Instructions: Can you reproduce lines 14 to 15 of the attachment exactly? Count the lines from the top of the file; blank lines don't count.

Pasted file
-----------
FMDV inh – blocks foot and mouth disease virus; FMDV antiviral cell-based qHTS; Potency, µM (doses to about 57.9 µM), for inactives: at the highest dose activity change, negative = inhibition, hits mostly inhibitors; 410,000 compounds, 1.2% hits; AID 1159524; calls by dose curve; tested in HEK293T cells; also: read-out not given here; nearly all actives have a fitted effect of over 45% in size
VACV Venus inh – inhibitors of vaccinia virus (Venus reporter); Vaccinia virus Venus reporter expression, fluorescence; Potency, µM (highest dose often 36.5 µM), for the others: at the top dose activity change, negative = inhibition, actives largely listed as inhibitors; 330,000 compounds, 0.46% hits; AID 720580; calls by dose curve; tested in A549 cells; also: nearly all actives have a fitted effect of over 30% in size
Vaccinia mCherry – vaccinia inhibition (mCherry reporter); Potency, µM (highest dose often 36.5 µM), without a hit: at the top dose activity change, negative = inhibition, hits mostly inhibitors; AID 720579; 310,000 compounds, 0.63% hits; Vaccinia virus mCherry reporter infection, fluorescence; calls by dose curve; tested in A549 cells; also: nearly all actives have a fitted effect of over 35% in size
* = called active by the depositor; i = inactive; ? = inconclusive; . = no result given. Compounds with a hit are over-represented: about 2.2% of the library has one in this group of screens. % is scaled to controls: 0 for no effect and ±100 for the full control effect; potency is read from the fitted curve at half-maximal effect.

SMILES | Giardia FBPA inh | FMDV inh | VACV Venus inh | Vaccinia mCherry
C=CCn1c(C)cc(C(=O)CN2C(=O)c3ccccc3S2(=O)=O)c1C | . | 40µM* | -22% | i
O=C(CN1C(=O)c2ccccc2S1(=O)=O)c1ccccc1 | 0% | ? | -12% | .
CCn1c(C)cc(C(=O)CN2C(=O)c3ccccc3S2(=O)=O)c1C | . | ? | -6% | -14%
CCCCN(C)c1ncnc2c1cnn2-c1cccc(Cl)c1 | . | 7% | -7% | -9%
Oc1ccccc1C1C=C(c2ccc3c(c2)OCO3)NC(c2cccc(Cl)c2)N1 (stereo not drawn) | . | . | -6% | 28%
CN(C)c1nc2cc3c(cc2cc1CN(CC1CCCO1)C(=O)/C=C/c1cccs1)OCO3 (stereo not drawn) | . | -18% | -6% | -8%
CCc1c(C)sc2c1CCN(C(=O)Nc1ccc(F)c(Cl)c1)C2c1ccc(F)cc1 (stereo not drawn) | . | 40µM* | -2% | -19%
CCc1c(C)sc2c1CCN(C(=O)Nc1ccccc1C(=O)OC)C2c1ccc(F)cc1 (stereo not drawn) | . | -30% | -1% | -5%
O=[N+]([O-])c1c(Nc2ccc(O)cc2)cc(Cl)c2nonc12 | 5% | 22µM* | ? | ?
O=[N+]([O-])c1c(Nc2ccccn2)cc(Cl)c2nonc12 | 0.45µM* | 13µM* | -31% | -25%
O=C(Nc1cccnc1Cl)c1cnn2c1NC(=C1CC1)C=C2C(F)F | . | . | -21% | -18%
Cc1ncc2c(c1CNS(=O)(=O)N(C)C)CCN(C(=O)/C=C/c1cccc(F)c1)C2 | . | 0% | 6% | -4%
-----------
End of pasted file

O=[N+]([O-])c1c(Nc2ccc(O)cc2)cc(Cl)c2nonc12 | 5% | 22µM* | ? | ?
O=[N+]([O-])c1c(Nc2ccccn2)cc(Cl)c2nonc12 | 0.45µM* | 13µM* | -31% | -25%